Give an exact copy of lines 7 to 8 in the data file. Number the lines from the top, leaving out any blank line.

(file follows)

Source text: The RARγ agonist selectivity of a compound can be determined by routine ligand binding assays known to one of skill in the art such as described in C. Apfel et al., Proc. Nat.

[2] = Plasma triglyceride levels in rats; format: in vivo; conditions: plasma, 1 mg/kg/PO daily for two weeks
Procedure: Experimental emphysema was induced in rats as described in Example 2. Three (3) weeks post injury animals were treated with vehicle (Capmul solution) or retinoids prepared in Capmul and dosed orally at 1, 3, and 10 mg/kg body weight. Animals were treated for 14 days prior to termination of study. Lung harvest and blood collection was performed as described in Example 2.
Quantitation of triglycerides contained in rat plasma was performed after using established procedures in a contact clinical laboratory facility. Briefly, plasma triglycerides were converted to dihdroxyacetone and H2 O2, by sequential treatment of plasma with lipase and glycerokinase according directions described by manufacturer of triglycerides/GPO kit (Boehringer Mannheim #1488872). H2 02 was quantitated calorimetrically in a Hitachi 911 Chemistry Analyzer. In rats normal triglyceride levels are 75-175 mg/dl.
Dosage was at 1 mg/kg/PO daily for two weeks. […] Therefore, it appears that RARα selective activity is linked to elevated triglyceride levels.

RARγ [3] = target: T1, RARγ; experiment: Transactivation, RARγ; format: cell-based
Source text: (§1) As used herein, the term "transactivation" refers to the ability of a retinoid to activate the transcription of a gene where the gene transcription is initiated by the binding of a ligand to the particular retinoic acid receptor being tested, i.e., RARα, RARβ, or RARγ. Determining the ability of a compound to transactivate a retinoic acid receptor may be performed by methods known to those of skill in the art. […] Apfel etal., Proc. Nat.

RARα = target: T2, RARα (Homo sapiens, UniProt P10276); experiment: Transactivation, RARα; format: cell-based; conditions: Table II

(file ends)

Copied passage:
Source text: (§1) As used herein, the term "transactivation" refers to the ability of a retinoid to activate the transcription of a gene where the gene transcription is initiated by the binding of a ligand to the particular retinoic acid receptor being tested, i.e., RARα, RARβ, or RARγ. Determining the ability of a compound to transactivate a retinoic acid receptor may be performed by methods known to those of skill in the art. […] Apfel etal., Proc. Nat.

RARα = target: T2, RARα (Homo sapiens, UniProt P10276); experiment: Transactivation, RARα; format: cell-based; conditions: Table II